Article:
In Lee Yoon-ki’s film, on encounters a more familiar couple in the form of a man and a woman who were former lovers. However, they reunite not out of a desire to rekindle their past love; they do so for a more practical reason. Hee-su (Jeon Do-yeon) finds Byeong-woon (Ja Heong-woo) at his habitual hangout one morning and insists on him paying back the several thousand dollars that he once borrowed from her. To try to repay this debt, together they travel by car to the various people whom Byeong-woon knows and from whom he may be able to get money. Those who have seen Lee’s most recent film, Come Rain, Come Shine (2011), will recall the extended sequence of the couple in the car that opens the film.
Death isn’t so much an act of creation, as it’s theorized to be in Darren Aronofsky’s The Fountain, but a rather arbitrary continuance of the cosmic status quo. But really, the weight we assign to mortality is usually an emotional aggregate, the sum of our experiences dealing with the recently or soon-to-be deceased. Perhaps then, that “gravity” is more apropos a descriptor in communicating how it is we handle death, at least in regard to the passing of those we share intimate bonds with. Keeping with this interpretation we can see how empathy and grief tend to correlate with familial or social proximity, interpersonal links that form a sort of poignant force fusing us together.
With the release of This Means War, 2012 already has an early frontrunner for the top “award” at the annual Razzies.
It’s already a challenge to craft a romantic comedy that avoids cranking out the standard genre clichés, and while director McG throws everything he can at the screen in an attempt to distract the audience from the nonsensical script – everything from massive guns and high-tech gadgets – there’s no avoiding the fact that This Means War is yet another dud in his filmography.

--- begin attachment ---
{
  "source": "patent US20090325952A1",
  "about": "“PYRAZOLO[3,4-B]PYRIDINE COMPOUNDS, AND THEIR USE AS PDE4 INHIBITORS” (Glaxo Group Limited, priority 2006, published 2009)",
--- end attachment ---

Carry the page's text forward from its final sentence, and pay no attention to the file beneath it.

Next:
Johnny Depp works a familiar, booze-addled angle in Bruce Robinson’s The Rum Diary, a mildly amusing but muddled yarn that evaporates from the memory as rapidly as a high-proof spirit. The film is based on an early semi-autobiographical novel by Hunter S. Thompson, and casts Depp in what is essentially a muted reprise of his Fear and Loathing in Las Vegas role as stand-in for the famous gonzo journalist. The Rum Diary is also a muted reprise of sorts for Robinson, in that it sees the writer-director return to comedic material for the first time in 22 years, but fails to recapture the acerbic bite of his cult favourite ’80s efforts.
A look at the life of the wealthy Recchi family at a time of transition, Luca Guadagnino’s I Am Love is a florid portrait of shifting social attitudes in Italian society, epitomised in the microcosmic world of this dynastic household. Headed by the aging Edoardo Sr, the family has built a considerable fortune in textiles over many decades in Milan. Joining the Recchis as their patriarch announces his retirement and successors, the film follows the developments which spring from the sudden change in the family pecking order.